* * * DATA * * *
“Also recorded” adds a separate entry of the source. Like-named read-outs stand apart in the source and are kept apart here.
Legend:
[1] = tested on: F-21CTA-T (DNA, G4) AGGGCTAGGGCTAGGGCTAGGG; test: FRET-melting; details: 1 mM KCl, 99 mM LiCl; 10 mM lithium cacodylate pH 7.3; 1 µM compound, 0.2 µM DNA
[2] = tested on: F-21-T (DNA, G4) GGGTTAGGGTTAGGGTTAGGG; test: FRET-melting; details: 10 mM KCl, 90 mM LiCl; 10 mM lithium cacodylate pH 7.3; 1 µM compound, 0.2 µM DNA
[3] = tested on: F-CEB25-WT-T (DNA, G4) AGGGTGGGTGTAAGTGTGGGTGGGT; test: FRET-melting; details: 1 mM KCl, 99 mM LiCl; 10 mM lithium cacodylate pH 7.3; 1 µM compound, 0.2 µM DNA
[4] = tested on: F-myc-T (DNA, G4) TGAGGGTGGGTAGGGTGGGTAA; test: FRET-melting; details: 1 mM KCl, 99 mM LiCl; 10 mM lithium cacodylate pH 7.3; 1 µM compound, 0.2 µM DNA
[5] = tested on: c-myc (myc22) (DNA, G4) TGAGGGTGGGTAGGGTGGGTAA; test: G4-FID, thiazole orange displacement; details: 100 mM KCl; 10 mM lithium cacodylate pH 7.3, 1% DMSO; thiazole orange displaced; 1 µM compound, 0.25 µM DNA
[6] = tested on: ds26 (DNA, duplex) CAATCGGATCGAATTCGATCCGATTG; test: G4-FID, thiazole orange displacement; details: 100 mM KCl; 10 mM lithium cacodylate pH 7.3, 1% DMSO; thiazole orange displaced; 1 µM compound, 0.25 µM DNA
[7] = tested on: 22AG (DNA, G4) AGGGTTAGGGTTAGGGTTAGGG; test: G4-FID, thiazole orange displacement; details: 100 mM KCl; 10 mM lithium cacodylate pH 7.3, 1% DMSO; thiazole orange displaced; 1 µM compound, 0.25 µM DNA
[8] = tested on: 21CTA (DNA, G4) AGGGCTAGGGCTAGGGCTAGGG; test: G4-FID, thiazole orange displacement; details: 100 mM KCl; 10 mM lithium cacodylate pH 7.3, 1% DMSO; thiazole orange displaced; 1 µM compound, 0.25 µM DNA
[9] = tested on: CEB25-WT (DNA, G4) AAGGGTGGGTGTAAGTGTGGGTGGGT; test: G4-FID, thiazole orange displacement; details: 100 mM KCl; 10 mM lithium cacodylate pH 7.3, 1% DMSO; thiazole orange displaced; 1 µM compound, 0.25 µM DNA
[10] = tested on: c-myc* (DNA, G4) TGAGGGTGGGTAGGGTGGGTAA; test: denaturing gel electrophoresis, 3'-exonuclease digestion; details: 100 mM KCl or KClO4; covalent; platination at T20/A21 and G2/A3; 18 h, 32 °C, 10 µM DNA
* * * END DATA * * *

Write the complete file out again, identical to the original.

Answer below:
“Also recorded” adds a separate entry of the source. Like-named read-outs stand apart in the source and are kept apart here.
Legend:
[1] = tested on: F-21CTA-T (DNA, G4) AGGGCTAGGGCTAGGGCTAGGG; test: FRET-melting; details: 1 mM KCl, 99 mM LiCl; 10 mM lithium cacodylate pH 7.3; 1 µM compound, 0.2 µM DNA
[2] = tested on: F-21-T (DNA, G4) GGGTTAGGGTTAGGGTTAGGG; test: FRET-melting; details: 10 mM KCl, 90 mM LiCl; 10 mM lithium cacodylate pH 7.3; 1 µM compound, 0.2 µM DNA
[3] = tested on: F-CEB25-WT-T (DNA, G4) AGGGTGGGTGTAAGTGTGGGTGGGT; test: FRET-melting; details: 1 mM KCl, 99 mM LiCl; 10 mM lithium cacodylate pH 7.3; 1 µM compound, 0.2 µM DNA
[4] = tested on: F-myc-T (DNA, G4) TGAGGGTGGGTAGGGTGGGTAA; test: FRET-melting; details: 1 mM KCl, 99 mM LiCl; 10 mM lithium cacodylate pH 7.3; 1 µM compound, 0.2 µM DNA
[5] = tested on: c-myc (myc22) (DNA, G4) TGAGGGTGGGTAGGGTGGGTAA; test: G4-FID, thiazole orange displacement; details: 100 mM KCl; 10 mM lithium cacodylate pH 7.3, 1% DMSO; thiazole orange displaced; 1 µM compound, 0.25 µM DNA
[6] = tested on: ds26 (DNA, duplex) CAATCGGATCGAATTCGATCCGATTG; test: G4-FID, thiazole orange displacement; details: 100 mM KCl; 10 mM lithium cacodylate pH 7.3, 1% DMSO; thiazole orange displaced; 1 µM compound, 0.25 µM DNA
[7] = tested on: 22AG (DNA, G4) AGGGTTAGGGTTAGGGTTAGGG; test: G4-FID, thiazole orange displacement; details: 100 mM KCl; 10 mM lithium cacodylate pH 7.3, 1% DMSO; thiazole orange displaced; 1 µM compound, 0.25 µM DNA
[8] = tested on: 21CTA (DNA, G4) AGGGCTAGGGCTAGGGCTAGGG; test: G4-FID, thiazole orange displacement; details: 100 mM KCl; 10 mM lithium cacodylate pH 7.3, 1% DMSO; thiazole orange displaced; 1 µM compound, 0.25 µM DNA
[9] = tested on: CEB25-WT (DNA, G4) AAGGGTGGGTGTAAGTGTGGGTGGGT; test: G4-FID, thiazole orange displacement; details: 100 mM KCl; 10 mM lithium cacodylate pH 7.3, 1% DMSO; thiazole orange displaced; 1 µM compound, 0.25 µM DNA
[10] = tested on: c-myc* (DNA, G4) TGAGGGTGGGTAGGGTGGGTAA; test: denaturing gel electrophoresis, 3'-exonuclease digestion; details: 100 mM KCl or KClO4; covalent; platination at T20/A21 and G2/A3; 18 h, 32 °C, 10 µM DNA